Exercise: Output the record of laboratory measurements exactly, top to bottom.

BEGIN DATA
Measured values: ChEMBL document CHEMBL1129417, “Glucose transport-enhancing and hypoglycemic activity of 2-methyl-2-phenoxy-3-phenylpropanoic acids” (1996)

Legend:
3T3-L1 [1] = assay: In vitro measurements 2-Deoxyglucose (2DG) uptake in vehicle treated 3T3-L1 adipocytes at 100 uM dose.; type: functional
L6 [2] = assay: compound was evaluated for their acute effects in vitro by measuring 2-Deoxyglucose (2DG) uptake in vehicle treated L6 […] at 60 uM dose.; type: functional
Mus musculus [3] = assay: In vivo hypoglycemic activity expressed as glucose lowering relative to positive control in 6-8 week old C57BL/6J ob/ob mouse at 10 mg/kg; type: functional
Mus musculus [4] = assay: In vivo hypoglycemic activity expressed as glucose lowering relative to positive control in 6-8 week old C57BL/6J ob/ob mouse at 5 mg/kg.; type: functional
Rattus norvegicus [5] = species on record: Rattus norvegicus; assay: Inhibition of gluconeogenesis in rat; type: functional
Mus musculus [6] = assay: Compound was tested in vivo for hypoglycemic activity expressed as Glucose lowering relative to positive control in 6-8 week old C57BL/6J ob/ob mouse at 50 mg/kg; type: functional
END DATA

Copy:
Measured values: ChEMBL document CHEMBL1129417, “Glucose transport-enhancing and hypoglycemic activity of 2-methyl-2-phenoxy-3-phenylpropanoic acids” (1996)

Legend:
3T3-L1 [1] = assay: In vitro measurements 2-Deoxyglucose (2DG) uptake in vehicle treated 3T3-L1 adipocytes at 100 uM dose.; type: functional
L6 [2] = assay: compound was evaluated for their acute effects in vitro by measuring 2-Deoxyglucose (2DG) uptake in vehicle treated L6 […] at 60 uM dose.; type: functional
Mus musculus [3] = assay: In vivo hypoglycemic activity expressed as glucose lowering relative to positive control in 6-8 week old C57BL/6J ob/ob mouse at 10 mg/kg; type: functional
Mus musculus [4] = assay: In vivo hypoglycemic activity expressed as glucose lowering relative to positive control in 6-8 week old C57BL/6J ob/ob mouse at 5 mg/kg.; type: functional
Rattus norvegicus [5] = species on record: Rattus norvegicus; assay: Inhibition of gluconeogenesis in rat; type: functional
Mus musculus [6] = assay: Compound was tested in vivo for hypoglycemic activity expressed as Glucose lowering relative to positive control in 6-8 week old C57BL/6J ob/ob mouse at 50 mg/kg; type: functional